The leader of the outlawed Kurdistan Workers’ Party (PKK), Abdullah Ocalan, is “in good health” and has called for an end to the Kurdish conflict, his brother says after visiting him in jail.
Brother of Ocalan says jailed PKK leader in ‘good health’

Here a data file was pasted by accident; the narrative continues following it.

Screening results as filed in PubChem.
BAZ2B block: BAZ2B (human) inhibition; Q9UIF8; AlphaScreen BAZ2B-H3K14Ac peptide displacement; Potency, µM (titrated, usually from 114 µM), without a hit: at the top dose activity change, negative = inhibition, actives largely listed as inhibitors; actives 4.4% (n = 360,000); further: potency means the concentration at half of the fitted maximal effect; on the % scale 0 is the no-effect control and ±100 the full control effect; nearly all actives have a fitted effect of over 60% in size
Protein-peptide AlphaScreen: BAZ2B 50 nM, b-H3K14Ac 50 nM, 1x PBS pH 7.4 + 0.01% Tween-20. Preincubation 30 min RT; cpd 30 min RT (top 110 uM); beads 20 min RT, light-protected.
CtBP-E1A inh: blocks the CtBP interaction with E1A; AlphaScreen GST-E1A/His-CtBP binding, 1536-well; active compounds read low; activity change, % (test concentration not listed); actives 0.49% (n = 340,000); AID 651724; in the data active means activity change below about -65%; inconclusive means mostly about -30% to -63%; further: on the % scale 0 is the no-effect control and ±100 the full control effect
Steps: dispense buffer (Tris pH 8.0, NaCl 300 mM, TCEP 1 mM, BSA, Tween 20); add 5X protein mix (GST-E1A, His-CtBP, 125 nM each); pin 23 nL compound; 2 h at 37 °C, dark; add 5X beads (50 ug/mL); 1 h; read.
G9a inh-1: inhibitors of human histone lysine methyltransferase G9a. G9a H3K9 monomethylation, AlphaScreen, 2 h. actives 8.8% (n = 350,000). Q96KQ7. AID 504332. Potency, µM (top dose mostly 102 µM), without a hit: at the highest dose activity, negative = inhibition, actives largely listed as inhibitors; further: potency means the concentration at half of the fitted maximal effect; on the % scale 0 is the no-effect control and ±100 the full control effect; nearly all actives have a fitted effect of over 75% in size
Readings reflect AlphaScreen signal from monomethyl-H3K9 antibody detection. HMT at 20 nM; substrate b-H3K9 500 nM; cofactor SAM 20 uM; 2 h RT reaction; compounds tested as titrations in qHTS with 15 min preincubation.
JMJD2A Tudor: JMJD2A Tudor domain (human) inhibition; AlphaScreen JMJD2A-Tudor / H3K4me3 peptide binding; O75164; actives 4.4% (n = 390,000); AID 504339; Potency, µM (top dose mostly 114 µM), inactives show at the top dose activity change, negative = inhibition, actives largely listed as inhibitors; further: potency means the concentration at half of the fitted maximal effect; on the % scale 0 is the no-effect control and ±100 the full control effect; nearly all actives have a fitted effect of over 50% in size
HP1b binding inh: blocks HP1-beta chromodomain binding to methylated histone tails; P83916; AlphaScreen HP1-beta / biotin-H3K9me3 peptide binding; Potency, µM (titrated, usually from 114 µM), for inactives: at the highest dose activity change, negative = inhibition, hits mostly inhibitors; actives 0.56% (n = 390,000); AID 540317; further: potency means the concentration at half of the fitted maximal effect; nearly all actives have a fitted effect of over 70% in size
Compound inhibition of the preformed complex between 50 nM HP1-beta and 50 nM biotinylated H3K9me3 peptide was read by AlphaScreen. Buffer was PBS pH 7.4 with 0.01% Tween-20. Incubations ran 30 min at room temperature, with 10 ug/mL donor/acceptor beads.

Jailed Kurdish leader in ‘good health’: brotherDiyarbakir (Turkey) 12 September 2016 The leader of the outlawed Kurdistan Workers’ Party (PKK), Abdullah Ocalan, is “in good health” and has called for an end to the Kurdish conflict, his brother said Monday after visiting him in jail.”He is in good health,” Mehmet Ocalan told supporters in the Kurdish-majority city of Diyarbakir in southeast Turkey, a day after meeting his brother on the Imrali prison island near Istanbul.The visit came amid concerns over the health of the leader of the PKK, which has waged a three-decade insurgency against the Turkish state and is considered a terrorist group by Ankara and its Western allies.Turkish media reported that the meeting was the first family visit Ocalan has been allowed since October 6, 2014. He last met with a political delegation from the pro-Kurdish Peoples’ Democratic Party (HDP) in April 2015.”He has no problems but projects,” Ocalan’s brother said.”He said if the state is ready for the projects, we can implement them in six months.”Mehmet Ocalan did not give any details of what these projects might be.But he quoted his brother as saying in a message to supporters: “If the state gives a signal, this problem will not continue but will be resolved.”The Turkish government granted permission for the family visit before the Muslim holiday of Eid Al-Adha, countering alarm over Ocalan’s welfare.A group of 50 Kurdish activists including MPs, who started a hunger strike to protest lack of news on Ocalan’s health, announced on Monday they were ending their action on the eighth day. “We had only one request: to receive news from Ocalan,” the group’s spokeswoman Leyla Guven said.”We have received the news. Therefore, we’ve ended the hunger strike.”Ocalan was sentenced to death after being captured in Kenya in 1999 and his sentence was commuted to life imprisonment in 2002 when Turkey abolished the death penalty.More than 40,000 people have been killed since the PKK first took up arms in 1984.The group called for a ceasefire in 2013 after clandestine talks between Ocalan and the Turkish spy agency, but the conflict has resumed since the collapse of the truce last year, leaving hundreds more people dead.